Once they gain their powers, some Nekomata run away from their towns to hide deep in the mountains. They become large, human eating monsters (although the origins of these particular legends may actually be animals infected with rabies). There are also tales of these two tailed creatures learning necromancy. They then haunt their once owners with visitations from dead relatives. They can summon fireballs, just like the bakeneko. However, unlike the bakeneko, the nekomata use this ability to intentionally start large fires, killing many people.
But why are they so vicious towards humans?
Perhaps it is out of revenge. One theory says there is a correlation between the power of a Nekomata and the amount of abuse it has suffered. The ukiyo-e below shows a nekomata playing the shamisen (the shamisen is an instrument traditionally made of the skin of cats). The cat is also singing a sad song about the plight of her species. So take this as a warning to treat your pet cats with all the kindness and love they deserve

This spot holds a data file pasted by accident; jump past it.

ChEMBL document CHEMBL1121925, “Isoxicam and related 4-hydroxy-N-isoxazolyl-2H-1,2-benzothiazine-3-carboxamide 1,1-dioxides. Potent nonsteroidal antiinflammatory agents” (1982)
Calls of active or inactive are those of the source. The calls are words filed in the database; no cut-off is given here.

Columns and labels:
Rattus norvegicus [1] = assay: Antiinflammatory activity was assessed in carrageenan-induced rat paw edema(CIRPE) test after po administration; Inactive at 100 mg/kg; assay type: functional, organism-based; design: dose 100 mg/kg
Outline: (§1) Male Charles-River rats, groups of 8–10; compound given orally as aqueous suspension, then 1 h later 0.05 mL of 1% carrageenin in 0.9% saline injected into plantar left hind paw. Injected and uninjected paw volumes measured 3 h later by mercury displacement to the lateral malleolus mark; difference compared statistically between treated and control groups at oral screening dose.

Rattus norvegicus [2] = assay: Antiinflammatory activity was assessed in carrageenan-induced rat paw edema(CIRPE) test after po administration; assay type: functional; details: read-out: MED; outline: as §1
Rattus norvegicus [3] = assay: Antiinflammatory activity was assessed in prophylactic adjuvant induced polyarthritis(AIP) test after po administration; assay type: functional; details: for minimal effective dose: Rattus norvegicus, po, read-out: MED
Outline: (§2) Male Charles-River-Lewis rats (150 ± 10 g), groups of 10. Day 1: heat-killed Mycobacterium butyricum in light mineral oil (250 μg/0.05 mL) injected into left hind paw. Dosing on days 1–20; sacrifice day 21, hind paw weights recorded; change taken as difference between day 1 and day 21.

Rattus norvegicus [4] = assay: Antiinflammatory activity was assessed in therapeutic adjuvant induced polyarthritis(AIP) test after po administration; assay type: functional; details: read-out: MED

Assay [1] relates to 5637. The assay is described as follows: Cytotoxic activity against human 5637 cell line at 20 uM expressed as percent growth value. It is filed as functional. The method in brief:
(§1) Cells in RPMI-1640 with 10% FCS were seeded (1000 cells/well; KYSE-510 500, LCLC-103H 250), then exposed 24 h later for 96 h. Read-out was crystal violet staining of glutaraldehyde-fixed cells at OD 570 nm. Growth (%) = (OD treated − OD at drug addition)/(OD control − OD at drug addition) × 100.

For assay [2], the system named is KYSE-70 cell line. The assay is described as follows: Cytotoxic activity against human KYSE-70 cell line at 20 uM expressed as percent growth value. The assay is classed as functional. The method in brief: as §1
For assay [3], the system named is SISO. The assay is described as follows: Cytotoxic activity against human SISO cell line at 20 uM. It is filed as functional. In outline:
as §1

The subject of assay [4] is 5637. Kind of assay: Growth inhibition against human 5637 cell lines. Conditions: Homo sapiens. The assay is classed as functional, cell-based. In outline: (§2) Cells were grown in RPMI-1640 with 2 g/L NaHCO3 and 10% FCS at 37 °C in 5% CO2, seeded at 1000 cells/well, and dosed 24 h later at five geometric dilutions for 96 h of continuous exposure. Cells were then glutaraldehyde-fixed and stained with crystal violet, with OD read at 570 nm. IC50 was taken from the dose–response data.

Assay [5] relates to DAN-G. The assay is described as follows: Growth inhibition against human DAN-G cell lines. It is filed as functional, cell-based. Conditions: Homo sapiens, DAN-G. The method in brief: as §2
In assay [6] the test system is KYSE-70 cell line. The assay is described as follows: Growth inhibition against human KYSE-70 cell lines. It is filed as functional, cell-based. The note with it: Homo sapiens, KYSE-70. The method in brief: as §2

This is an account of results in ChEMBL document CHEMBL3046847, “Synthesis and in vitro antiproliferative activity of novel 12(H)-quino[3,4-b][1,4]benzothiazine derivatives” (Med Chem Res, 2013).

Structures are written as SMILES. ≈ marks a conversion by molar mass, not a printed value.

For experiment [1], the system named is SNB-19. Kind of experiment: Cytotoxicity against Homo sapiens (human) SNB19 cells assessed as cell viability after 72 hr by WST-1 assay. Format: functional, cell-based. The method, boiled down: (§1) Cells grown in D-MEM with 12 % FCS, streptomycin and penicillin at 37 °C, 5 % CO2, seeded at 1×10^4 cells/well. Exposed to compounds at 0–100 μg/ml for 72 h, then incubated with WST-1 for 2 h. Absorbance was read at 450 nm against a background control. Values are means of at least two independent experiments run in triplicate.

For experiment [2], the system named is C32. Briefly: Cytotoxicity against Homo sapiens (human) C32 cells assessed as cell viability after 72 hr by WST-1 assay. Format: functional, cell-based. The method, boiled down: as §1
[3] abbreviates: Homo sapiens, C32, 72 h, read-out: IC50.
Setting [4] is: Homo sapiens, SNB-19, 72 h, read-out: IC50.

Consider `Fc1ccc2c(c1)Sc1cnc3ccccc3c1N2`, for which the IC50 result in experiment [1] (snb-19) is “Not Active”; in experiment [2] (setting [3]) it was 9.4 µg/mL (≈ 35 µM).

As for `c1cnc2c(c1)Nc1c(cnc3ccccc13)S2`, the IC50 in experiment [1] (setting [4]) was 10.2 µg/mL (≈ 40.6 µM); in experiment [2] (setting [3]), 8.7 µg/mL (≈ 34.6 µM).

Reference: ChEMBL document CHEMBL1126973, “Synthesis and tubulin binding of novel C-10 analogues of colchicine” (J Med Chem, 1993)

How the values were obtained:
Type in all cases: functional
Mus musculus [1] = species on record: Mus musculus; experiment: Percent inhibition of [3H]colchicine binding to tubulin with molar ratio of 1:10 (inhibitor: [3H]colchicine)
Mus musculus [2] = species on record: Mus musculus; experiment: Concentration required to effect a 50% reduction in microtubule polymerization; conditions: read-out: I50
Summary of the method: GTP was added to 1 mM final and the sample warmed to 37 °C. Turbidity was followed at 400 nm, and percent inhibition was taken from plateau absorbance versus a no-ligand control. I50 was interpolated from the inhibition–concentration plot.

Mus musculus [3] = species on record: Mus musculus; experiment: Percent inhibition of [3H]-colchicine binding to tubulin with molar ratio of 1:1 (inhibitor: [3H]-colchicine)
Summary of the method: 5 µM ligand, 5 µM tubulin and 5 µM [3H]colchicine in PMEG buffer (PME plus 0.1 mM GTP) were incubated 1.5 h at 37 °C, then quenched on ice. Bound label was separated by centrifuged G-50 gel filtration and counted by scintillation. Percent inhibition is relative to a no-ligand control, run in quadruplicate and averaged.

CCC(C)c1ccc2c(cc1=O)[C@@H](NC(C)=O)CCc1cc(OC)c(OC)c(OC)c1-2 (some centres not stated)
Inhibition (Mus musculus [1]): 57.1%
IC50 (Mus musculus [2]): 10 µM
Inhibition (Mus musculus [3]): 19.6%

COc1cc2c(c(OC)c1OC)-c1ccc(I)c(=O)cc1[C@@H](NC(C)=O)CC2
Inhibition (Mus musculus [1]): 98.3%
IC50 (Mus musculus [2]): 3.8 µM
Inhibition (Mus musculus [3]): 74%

Cat Yokai Classification
Since all these subsets of supernatural cats can be confusing, here is a flow chart. A lot of the distinctions between all these types of cats can be hazy, as with all folklore. First, we have the term kaibyo, all cat yokai. Then, there are bakeneko and nekomata, not to be confused with one another. As for types of bakeneko, we have neko-musume, kasha and maneki-neko! And that should be all of them. If I missed anything, let me know.
A big thank you this week to Zack Davisson who was willing to answer my questions on cat yokai. He literally wrote the book on Kaibyo, so if you enjoyed this video, be sure to go buy his book for even more supernatural cat stories!
The maneki-neko is one lucky yokai you can keep around to protect yourself from the pandemic, but there are lots of other ones, including the now-famous amabie. If you want to learn more, go check out my article on lucky yokai here!
Zack Davisson’s Kaibyo: The Supernatural Cats of Japan on amazon: https://www.amazon.com/Kaibyo-Supernatural-Japan-Zack-Davisson/dp/1634059166
The Maneki-neko snack shop Tohiken: